Variability in bacterial flagella re-growth patterns after breakage.
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Chevance, Fabienne F V
Renault, Thibaud T
Hughes, Kelly T
MetadataShow full item record
AbstractMany bacteria swim through liquids or crawl on surfaces by rotating long appendages called flagella. Flagellar filaments are assembled from thousands of subunits that are exported through a narrow secretion channel and polymerize beneath a capping scaffold at the tip of the growing filament. The assembly of a flagellum uses a significant proportion of the biosynthetic capacities of the cell with each filament constituting ~1% of the total cell protein. Here, we addressed a significant question whether a flagellar filament can form a new cap and resume growth after breakage. Re-growth of broken filaments was visualized using sequential 3-color fluorescent labeling of filaments after mechanical shearing. Differential electron microscopy revealed the formation of new cap structures on broken filaments that re-grew. Flagellar filaments are therefore able to re-grow if broken by mechanical shearing forces, which are expected to occur frequently in nature. In contrast, no re-growth was observed on filaments that had been broken using ultrashort laser pulses, a technique allowing for very local damage to individual filaments. We thus conclude that assembly of a new cap at the tip of a broken filament depends on how the filament was broken.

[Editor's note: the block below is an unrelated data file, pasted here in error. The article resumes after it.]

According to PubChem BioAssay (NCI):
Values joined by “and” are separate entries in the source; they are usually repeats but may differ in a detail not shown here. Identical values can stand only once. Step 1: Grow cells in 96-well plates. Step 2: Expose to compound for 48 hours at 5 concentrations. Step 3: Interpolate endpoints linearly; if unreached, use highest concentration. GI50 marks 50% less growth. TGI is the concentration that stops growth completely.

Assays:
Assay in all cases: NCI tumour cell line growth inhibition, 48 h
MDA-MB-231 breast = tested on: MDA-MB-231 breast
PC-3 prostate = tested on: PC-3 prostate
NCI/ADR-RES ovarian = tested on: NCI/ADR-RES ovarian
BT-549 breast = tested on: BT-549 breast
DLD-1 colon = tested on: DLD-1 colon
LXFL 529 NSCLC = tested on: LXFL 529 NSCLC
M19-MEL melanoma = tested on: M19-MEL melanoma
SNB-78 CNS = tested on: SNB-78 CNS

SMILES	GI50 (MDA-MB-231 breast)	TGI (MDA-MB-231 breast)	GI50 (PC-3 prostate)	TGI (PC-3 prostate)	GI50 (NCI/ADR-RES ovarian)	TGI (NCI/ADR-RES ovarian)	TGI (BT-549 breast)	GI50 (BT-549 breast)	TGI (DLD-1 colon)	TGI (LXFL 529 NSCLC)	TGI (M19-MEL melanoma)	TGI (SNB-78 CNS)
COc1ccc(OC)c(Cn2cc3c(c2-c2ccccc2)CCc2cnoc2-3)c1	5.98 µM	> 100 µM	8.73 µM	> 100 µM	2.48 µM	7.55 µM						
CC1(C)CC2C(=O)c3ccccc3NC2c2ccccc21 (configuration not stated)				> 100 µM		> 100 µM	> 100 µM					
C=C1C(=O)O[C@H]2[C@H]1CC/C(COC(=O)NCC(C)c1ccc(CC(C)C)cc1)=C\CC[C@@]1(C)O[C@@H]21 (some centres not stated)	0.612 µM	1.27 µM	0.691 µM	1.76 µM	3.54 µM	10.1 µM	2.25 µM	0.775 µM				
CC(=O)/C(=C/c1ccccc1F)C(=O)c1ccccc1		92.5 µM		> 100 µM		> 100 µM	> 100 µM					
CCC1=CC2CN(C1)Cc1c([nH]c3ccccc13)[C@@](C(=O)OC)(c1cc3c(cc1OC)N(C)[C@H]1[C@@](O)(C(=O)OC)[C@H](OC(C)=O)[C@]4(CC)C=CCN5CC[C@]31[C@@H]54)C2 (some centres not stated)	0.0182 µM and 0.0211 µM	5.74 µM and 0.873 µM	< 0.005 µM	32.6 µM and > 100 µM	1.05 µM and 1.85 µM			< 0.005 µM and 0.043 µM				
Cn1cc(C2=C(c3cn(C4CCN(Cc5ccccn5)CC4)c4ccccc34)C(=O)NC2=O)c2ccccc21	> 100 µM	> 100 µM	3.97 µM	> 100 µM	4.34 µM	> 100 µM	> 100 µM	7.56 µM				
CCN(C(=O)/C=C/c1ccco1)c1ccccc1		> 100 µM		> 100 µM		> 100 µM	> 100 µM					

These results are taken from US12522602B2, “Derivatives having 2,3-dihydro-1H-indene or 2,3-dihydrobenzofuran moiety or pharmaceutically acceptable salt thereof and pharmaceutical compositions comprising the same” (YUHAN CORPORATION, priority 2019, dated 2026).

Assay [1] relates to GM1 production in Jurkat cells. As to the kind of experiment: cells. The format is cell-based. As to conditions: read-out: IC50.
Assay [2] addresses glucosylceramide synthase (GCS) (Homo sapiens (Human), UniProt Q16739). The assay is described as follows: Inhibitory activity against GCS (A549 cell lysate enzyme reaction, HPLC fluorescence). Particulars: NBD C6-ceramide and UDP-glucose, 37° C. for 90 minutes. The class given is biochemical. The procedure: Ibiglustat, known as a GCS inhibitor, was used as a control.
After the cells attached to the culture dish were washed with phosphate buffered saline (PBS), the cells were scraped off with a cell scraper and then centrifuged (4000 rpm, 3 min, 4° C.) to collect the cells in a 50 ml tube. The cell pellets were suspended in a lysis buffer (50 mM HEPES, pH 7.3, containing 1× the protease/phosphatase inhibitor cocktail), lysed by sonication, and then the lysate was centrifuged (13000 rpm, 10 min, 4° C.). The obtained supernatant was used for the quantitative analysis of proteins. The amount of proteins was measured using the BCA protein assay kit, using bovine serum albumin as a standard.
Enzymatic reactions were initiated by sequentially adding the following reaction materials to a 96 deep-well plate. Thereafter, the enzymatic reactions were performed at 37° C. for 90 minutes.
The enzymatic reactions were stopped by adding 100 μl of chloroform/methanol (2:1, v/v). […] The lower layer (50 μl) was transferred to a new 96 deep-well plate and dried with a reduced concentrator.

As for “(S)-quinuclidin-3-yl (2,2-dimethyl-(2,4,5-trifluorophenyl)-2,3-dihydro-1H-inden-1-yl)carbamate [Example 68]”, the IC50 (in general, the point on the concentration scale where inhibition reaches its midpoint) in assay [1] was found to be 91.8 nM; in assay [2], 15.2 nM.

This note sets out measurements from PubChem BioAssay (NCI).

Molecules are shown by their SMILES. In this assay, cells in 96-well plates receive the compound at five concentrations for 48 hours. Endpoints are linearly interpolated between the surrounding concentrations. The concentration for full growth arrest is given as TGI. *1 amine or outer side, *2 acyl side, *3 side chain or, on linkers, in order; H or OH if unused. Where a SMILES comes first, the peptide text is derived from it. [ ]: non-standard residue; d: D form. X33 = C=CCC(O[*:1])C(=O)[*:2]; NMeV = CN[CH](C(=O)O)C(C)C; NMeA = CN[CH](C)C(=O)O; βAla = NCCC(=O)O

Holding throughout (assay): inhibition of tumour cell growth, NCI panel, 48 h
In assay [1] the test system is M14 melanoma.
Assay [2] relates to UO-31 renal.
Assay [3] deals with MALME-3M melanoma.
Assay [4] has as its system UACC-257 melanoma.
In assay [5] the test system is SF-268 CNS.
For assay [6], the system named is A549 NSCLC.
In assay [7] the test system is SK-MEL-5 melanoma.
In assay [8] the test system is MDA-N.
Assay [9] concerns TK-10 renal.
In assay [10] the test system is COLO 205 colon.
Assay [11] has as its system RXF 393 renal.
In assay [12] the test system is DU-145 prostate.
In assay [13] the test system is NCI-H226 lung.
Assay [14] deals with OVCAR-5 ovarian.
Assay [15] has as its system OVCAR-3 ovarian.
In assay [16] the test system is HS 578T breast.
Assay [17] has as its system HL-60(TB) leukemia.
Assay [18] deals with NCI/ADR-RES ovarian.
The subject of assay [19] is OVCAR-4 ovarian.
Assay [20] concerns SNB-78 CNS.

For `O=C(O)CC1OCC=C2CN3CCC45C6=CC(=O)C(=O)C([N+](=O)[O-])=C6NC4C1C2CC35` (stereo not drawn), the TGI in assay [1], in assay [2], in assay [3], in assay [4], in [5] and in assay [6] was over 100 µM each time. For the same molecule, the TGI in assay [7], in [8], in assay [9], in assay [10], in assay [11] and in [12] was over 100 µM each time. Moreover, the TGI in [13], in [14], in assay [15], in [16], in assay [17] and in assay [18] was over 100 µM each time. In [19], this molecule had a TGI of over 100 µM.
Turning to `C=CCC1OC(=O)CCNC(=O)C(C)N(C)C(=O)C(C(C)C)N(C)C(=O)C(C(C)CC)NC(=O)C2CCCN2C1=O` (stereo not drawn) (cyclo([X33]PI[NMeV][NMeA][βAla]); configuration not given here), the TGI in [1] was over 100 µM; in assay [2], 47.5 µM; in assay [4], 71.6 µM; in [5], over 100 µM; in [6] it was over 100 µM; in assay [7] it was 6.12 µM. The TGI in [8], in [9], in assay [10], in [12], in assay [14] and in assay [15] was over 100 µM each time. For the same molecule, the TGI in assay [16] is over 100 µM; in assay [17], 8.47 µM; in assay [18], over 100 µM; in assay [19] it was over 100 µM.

CitationVariability in bacterial flagella re-growth patterns after breakage. 2017, 7 (1):1282 Sci Rep
AffiliationHelmholtz Centre for infection research, Inhoffenstr.7, 38124 Braunschweig, Germany.
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Except where otherwise noted, this item's license is described as http://creativecommons.org/licenses/by-nc-sa/4.0/
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